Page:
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Congolese warlord found guilty by ICC
July 9, 2019 | 1:06 PM
by Times News Service
Bosco Ntaganda during the delivering of the judgment of ICC Trial Chamber VI at the seat of the Court in The Hague (The Netherlands) on 8 July 2019 ©ICC-CPI
 
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Amsterdam: A warlord from the Democratic Republic of Congo (DRC) was found guilty by the International Criminal Courts (ICC) of war crimes and crimes against humanity.

Bosco Ntaganda was pronounced guilty beyond reasonable doubt on 18 charges committed between 2002-2003 in the DRC's province of Ituri.

He was found guilty by the ICC's Trial Chamber IV, which included Judge Robert Fremr, Presiding Judge, Judge Kuniko Ozaki and Judge Chang-ho Chung. Their verdict was announced at a public hearing in The Hague.

A total of 2,129 victims, represented by their legal counsel from the ICC Office for Public Counsel for the Victims, participated in the trial.



"In order to determine Mr Ntaganda's sentence in this case, the Chamber will receive submissions from the parties and participants regarding the possible sentence, and will schedule a separate hearing, to receive evidence and address matters related to sentencing. Pending the decision on sentencing, Mr Ntaganda continues to be detained," a media release by the ICC stated.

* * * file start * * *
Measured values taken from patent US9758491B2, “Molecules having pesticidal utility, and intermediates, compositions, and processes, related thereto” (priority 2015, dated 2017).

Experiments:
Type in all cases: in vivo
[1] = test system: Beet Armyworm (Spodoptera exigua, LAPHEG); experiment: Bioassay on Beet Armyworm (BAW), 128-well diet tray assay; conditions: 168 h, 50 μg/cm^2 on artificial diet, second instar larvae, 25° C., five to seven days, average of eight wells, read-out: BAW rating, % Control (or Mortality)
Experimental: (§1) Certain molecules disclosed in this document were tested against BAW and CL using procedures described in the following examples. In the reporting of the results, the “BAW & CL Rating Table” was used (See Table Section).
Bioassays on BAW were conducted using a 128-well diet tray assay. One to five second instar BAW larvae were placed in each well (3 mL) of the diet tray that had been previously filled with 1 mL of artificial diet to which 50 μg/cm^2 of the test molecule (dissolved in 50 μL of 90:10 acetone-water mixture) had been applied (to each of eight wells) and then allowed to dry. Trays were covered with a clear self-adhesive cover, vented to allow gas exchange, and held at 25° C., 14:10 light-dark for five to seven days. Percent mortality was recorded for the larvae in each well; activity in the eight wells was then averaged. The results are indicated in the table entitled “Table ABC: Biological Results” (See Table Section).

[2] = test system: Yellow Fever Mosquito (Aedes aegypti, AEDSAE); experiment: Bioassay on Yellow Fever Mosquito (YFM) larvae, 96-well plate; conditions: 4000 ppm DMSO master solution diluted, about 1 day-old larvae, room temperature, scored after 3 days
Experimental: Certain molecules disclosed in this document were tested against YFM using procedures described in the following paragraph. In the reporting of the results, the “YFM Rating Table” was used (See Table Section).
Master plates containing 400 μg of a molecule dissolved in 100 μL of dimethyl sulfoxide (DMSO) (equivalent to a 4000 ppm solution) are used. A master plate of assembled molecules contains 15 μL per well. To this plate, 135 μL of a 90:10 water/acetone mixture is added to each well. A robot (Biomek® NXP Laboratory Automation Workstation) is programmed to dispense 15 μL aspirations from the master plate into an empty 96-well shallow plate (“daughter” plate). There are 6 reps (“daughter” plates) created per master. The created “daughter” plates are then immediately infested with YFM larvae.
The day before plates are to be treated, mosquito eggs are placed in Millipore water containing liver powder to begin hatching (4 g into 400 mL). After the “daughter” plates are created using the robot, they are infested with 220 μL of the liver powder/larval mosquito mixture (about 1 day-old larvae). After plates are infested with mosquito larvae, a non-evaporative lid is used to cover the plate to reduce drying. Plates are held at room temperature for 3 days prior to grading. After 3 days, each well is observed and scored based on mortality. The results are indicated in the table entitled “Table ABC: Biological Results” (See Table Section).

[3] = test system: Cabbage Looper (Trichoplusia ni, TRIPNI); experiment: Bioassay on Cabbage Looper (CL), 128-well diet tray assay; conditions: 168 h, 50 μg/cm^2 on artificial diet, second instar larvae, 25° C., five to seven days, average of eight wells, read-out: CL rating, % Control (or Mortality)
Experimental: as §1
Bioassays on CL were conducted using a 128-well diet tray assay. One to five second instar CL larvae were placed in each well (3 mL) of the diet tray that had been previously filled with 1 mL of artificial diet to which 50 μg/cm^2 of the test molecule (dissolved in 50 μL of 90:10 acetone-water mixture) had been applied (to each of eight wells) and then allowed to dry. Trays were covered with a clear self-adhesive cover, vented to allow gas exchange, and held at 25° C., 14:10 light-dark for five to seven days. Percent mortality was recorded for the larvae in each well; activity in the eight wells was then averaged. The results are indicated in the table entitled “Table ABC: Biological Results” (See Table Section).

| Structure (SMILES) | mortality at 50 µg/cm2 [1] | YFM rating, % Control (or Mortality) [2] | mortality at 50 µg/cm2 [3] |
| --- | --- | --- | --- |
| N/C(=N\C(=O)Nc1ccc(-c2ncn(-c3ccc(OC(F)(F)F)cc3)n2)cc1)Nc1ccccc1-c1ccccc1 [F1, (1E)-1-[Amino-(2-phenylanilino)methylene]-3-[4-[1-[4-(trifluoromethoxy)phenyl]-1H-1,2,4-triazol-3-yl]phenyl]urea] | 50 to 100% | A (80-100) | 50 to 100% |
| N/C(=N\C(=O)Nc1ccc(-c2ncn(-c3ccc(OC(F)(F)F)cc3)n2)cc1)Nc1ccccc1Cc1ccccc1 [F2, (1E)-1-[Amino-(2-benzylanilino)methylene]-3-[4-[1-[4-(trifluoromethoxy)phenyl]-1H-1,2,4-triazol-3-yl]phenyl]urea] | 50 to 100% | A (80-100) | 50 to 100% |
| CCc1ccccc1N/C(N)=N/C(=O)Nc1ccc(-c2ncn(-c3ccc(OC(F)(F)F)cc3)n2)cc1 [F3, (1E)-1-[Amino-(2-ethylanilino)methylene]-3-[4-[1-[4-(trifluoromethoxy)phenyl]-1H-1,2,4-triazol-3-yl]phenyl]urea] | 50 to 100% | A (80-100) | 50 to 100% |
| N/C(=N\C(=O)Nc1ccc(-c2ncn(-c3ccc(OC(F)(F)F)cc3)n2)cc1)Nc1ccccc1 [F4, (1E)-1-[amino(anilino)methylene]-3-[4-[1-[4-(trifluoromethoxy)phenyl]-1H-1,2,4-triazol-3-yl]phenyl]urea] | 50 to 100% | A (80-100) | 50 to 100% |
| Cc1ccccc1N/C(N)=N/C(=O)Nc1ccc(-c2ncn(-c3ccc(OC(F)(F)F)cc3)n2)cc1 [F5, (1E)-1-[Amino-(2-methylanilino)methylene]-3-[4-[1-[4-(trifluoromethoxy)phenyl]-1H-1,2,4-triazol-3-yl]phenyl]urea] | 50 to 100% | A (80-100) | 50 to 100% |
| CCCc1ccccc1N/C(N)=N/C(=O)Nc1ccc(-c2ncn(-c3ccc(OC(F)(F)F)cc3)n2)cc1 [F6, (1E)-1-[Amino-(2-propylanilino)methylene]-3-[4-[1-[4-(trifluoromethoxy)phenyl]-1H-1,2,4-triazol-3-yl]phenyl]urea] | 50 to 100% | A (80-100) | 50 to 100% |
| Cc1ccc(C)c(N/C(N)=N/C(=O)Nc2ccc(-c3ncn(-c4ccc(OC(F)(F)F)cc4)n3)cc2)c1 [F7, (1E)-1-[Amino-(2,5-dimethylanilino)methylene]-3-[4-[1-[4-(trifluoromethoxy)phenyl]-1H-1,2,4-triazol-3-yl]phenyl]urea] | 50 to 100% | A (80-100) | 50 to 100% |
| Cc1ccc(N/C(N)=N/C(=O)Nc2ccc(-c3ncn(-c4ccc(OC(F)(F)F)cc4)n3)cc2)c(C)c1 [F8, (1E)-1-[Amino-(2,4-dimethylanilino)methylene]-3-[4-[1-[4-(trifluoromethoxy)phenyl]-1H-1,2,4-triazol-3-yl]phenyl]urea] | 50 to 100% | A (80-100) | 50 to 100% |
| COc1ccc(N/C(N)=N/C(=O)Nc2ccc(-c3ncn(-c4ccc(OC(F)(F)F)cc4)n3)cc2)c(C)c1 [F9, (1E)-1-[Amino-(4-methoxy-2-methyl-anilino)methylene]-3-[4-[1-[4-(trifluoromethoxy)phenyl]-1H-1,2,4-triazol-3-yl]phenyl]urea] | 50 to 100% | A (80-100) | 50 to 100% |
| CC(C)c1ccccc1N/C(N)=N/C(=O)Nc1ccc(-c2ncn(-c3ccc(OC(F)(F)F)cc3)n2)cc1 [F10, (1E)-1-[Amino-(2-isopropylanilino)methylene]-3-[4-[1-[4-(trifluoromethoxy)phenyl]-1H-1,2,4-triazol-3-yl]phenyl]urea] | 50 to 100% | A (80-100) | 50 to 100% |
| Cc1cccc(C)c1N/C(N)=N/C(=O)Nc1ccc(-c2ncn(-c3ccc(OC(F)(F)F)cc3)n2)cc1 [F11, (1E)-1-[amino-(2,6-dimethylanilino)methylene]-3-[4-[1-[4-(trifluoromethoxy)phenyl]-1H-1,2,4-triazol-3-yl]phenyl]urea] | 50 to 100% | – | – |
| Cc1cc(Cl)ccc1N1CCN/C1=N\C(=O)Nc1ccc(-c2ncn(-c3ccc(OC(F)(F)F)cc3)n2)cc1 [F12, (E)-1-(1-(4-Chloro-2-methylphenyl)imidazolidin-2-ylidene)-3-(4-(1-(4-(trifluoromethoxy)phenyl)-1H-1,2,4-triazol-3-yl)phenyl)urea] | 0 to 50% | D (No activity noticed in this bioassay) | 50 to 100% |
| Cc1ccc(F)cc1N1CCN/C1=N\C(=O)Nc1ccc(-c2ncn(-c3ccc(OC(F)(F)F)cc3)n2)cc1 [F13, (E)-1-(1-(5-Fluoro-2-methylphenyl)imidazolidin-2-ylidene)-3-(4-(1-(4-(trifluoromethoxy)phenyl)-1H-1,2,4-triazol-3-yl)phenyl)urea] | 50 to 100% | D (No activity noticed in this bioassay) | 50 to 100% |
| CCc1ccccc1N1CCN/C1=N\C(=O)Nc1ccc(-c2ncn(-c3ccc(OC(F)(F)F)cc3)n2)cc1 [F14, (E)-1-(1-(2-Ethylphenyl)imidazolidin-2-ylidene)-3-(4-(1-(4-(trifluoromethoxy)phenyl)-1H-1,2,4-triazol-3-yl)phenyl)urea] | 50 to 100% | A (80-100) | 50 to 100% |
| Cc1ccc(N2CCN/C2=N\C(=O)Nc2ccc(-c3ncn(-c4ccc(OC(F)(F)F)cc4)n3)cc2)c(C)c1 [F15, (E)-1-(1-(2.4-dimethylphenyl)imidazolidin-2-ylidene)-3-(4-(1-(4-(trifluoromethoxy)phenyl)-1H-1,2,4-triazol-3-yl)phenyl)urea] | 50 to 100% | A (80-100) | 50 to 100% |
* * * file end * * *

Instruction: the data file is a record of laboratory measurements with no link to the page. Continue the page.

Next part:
It added that "The parties (the Prosecution and Defence) may appeal the decision of conviction within thirty days. Issues related to the procedure for victims' reparations will be addressed in due course."



The ICC stated that Ntaganda's trial opened on September 2 2015 with closing statements being heard from 28-30 August 208. There were 248 hearings in which the chamber heard from 80 witnesses and experts called by the Office of the ICC Prosecutor Fatou Bensouda, and 19 witnesses called by the Defence team led by Stephane Bourgone. in addition to three witnesses called by legal representatives of the victims and five victims themselves.

Ntanganda, nicknamed the "Terminator" handed himself to the US embassy in Kigali Rwanda on March 18 2013. He then requested to be transferred to the ICC in The Hague.

(With input from other agencies)

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